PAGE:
What is idolatry? What does God say about idolatry in the Bible?
When you think of idols you likely think of something from the past. Golden statues, trinkets, and the worship of many gods. And that certainly is part of what an idol is. But we often miss the fullness of the real idolatry definition and how it applies to our lives today.
In this blog post we are going to look at what exactly an idol is and examples of idolatry in the Bible. I think we will find that idolatry is still around today and is something that we need to look out for.
Let’s start by looking at an idolatry definition that sets the foundation for us.
Idolatry Definition (What Is Idolatry?)
Idolatry typically refers to worshiping idols, images, or other substitutes for the one true God.
The most common forms of idolatry are:
- The worship of trinkets, statues, or images of gods.
- The worship of trees, rivers, hills, stones, etc for the magical/spiritual powers they hold (Fetishism)
- The worship of nature. The sun, moon, and stars as supreme powers of nature.
- The worship of heroes or deceased ancestors.
Here’s how a few dictionaries define idolatry:
Merriam-Webster Idolatry Definition: the worship of a physical object as a god or immoderate attachment or devotion to something.
dictionary.com Idolatry Definition: the religious worship of idols. Or excessive or blind adoration, reverence, devotion, etc.
Oxford’s Dictionary Idolatry Definition: the practice of worshiping statues as gods or too much love or admiration for someone or something.
So far all these idolatry definitions probably check the boxes of how you and I think about idolatry. But I think those idolatry definitions fall a little short in grasping the fullness of what an idol is. To be clear, I don’t think those definitions are wrong. Just that their view is too narrow.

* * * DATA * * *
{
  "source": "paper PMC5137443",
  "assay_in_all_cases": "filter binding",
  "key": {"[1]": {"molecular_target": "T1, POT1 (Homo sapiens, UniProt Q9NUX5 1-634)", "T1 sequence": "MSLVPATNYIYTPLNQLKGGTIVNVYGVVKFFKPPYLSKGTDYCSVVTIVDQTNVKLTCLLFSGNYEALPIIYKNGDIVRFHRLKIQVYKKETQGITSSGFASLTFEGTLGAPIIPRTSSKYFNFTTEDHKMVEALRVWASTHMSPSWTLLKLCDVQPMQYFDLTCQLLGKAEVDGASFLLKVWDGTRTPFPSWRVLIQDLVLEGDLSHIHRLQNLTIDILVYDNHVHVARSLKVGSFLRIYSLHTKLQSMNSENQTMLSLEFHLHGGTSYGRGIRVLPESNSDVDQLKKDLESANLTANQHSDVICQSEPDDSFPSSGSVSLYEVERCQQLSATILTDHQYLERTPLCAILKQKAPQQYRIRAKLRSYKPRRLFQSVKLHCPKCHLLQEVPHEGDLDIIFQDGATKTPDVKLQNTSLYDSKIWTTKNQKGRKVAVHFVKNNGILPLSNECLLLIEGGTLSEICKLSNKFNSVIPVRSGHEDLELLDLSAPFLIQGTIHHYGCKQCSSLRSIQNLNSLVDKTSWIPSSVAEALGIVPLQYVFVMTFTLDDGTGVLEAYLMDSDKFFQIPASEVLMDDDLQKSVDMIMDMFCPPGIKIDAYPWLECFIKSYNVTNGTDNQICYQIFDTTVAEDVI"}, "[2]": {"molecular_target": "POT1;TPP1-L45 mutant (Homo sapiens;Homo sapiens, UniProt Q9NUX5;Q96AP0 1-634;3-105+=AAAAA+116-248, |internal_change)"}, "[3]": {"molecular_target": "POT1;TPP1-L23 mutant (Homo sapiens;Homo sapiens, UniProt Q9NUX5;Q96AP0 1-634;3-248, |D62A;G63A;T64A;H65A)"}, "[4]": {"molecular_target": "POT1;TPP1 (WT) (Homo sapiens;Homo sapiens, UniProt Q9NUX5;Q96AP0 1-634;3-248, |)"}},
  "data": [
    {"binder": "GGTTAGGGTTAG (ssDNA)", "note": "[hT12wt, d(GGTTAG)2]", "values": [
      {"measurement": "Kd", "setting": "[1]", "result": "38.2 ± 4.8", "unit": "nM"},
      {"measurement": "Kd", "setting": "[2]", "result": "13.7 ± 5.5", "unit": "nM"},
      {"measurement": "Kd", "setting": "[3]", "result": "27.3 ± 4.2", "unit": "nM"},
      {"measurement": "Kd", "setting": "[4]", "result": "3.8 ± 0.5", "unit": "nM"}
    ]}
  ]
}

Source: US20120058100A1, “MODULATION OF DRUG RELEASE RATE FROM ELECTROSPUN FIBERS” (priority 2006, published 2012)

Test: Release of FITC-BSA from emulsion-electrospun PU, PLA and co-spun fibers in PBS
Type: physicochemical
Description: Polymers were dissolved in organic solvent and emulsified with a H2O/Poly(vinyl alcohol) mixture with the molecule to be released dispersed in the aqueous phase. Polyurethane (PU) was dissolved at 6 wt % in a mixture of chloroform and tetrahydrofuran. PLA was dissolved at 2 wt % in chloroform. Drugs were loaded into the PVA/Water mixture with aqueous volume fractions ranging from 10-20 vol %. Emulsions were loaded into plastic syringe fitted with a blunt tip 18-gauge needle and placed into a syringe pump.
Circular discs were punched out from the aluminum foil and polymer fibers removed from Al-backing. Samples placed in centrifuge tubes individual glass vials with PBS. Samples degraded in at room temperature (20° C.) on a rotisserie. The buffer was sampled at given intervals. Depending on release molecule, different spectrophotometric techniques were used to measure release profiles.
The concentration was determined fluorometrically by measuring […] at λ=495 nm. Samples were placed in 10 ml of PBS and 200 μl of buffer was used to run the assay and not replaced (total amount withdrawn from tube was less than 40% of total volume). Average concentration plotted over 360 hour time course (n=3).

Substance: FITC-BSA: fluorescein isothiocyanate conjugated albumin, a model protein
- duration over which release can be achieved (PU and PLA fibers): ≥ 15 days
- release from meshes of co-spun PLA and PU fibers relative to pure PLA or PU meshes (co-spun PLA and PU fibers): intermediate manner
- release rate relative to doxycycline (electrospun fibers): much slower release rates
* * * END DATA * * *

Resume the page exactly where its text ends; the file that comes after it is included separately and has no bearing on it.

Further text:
Here’s how I would define idolatry: Idolatry Definition: When something becomes more important to us than God.
I think this definition gives us a broader scope of what idolatry is. It’s not just about worshiping trinkets, statues, or images. It’s about placing something above God.
I love how Tim Keller defines it in Counterfeit Gods. Idolatry definition: “An idol is anything more important to you than God, anything that absorbs your heart and imagination more than God, and anything that you seek to give you what only God can give.”
I think this helps us see that idolatry isn’t just something in the past, but is still all around us. We’ll look more at that in a minute. First let’s look at idolatry in the Bible.
Idolatry In The Bible
Idolatry in the Bible is regarded as a pagan practice that was imported into the nation of Israel. Most every other nation believed that worship many gods was far better than worshiping one God. Thus most nations had multiple gods that they worshiped for specific purposes (fertility, crops, health, etc…).
Israel was a unique nation in that it did not have any idols or worship multiple gods. But they were constantly tempted by their counterparts. If you were to just thumb through the Old Testament you will see that they regularly gave into idolatry.
God sets the precedent for his people early on that his people shall have no gods except him, and they shall not worship any idol. The 10 Commandments lead off with a command against idolatry (Exodus 20:3). And in most subsequent books in the Old Testament echo this commandment (Exodus 23:13, 24, Deuteronomy 4:23-24, 6:14, Joshua 23:7, Judges 6:10, and 2 Kings 17:35-38). But Israel continually struggled to actually follow this commandment.
The first reference to idol worship is found just a few chapters into founding of the Hebrew people. In Genesis 31:19 Rachel steals her father’s household gods. Thus the nation of Israel begins their affair with idols.